It had been a long while since he'd done anything at all - aside from work, the monotony of the nine-to-five, starfish dead bedroom sex with his wife, walk the dog - and recognized if there was ever a time to get out of town it was now.

He wondered if he could convince the woman at the bank to leave with him. Wondered if she'd mind the wedding ring on his finger that it hadn't even occurred to him to take off. He wondered if she'd maybe find the whole idea romantic. But then he wondered if she'd find him a pathetic, sad sight. He wondered if someone like her could ever be attracted to someone like him. He'd been good looking in his younger years but it didn't last. His thin, boyish frame never filled out to one which belonged to a man. His thick head of blonde hair began to fall out strand by strand, until he was left with a noticeably receding hairline. In that moment he wondered about who it was his wife had been cheating on him with. He wondered if this man possessed the qualities - so often found attractive by the fairer sex - that he lacked. He wondered what it was about this individual that made his wife so intoxicated she didn't care about her wedding vows.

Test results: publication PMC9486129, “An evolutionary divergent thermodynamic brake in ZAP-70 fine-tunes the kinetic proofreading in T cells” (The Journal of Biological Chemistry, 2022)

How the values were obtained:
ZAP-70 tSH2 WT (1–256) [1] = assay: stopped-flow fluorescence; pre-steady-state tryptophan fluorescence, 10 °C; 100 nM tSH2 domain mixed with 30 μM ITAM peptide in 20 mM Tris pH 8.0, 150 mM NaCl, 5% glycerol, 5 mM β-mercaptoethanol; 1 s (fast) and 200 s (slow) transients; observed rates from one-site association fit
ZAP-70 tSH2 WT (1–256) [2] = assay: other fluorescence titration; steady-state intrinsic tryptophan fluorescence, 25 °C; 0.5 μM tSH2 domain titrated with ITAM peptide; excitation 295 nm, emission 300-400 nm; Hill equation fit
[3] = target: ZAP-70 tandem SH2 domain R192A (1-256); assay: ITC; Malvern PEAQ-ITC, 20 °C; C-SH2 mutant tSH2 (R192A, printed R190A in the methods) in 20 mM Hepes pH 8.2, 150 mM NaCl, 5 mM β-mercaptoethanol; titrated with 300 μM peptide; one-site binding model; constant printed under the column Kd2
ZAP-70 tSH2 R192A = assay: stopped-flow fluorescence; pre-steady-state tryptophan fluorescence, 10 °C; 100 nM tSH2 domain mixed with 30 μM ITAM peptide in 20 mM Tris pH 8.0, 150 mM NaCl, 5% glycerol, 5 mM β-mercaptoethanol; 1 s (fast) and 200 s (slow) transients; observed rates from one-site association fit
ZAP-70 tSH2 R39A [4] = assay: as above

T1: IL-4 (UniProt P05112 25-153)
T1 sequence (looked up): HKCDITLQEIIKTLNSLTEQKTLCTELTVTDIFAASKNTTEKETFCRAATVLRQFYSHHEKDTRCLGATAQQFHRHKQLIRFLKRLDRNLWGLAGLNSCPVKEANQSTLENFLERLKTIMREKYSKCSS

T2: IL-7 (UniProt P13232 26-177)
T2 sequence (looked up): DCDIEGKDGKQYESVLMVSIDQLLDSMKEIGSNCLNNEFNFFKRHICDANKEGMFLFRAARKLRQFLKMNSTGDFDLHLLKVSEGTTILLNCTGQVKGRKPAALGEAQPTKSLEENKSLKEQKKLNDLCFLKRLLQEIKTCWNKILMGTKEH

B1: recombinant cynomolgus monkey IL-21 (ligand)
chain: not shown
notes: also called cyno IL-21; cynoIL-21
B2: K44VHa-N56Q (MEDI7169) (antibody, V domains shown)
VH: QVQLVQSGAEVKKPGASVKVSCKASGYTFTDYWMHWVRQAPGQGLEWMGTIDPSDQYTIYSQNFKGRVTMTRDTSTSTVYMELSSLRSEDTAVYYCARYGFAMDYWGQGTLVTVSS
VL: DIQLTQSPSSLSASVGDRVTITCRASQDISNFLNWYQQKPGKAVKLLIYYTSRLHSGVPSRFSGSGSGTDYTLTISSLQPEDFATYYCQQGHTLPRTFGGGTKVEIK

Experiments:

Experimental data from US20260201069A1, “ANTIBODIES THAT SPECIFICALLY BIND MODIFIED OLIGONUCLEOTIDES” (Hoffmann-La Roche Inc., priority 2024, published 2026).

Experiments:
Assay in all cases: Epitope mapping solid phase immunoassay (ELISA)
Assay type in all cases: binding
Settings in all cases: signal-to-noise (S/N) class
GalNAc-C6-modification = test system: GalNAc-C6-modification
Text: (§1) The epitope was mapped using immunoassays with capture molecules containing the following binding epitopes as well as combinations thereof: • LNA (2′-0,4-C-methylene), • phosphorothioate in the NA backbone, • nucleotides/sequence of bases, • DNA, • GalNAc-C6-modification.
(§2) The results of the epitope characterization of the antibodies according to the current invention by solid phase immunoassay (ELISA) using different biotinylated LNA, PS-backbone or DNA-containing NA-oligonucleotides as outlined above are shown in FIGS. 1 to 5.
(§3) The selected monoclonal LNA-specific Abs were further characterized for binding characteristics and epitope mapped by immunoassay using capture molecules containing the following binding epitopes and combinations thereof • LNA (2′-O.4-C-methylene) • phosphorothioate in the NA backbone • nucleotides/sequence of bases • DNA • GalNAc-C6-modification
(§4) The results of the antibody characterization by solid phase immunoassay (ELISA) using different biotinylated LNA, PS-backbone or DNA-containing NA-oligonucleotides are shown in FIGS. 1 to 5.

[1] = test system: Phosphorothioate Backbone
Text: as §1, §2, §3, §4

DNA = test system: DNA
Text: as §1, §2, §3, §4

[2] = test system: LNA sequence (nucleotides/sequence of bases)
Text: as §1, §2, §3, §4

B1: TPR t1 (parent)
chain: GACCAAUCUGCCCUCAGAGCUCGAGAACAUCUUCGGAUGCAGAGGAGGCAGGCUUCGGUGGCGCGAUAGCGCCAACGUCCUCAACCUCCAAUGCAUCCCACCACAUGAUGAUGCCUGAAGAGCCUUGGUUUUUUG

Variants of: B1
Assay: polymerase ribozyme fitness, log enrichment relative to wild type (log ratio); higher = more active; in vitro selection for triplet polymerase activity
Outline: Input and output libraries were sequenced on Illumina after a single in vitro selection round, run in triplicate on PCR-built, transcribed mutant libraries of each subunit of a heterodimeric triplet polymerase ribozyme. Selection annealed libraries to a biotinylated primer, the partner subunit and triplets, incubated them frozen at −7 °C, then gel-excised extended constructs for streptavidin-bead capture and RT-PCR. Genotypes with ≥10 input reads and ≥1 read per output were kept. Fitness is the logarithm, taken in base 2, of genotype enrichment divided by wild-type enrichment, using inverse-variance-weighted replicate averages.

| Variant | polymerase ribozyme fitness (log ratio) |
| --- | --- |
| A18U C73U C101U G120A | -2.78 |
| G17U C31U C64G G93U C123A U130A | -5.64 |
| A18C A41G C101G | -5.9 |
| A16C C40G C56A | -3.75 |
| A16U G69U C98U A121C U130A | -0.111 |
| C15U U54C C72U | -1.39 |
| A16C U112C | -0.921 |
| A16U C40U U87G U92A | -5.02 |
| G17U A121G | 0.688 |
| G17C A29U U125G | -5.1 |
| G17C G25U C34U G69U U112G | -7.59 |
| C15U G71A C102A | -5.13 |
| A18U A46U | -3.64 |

He left the bank and headed for the liquor commission. On the way in he walked past a bum asking him for spare change. Robert didn't even glance at him or register his question. He perused the aisles aimlessly for a while, unsure of what to purchase. Eventually an employee came over and asked if he needed any help. He declined. After about twenty minutes he'd made his selections: a two-four of PBR, a bottle of whisky, a bottle of scotch, a bottle of bourbon. He paid and left the store, struggling to carry the paper bag they'd haphazardly stacked his purchases in.

On his way to the car the bum again asked Robert for spare change. He stopped and glanced down at him. The man was a mess. In his forties most likely, a panhandler's cardboard sign with marker scrawled across it, a dirty old hat placed on the sidewalk with a few coins in it. The man looked up at him, his dead eyes showing the faintest hint of blue, his hair long and beard mangy, his clothes and face dirty and unwashed.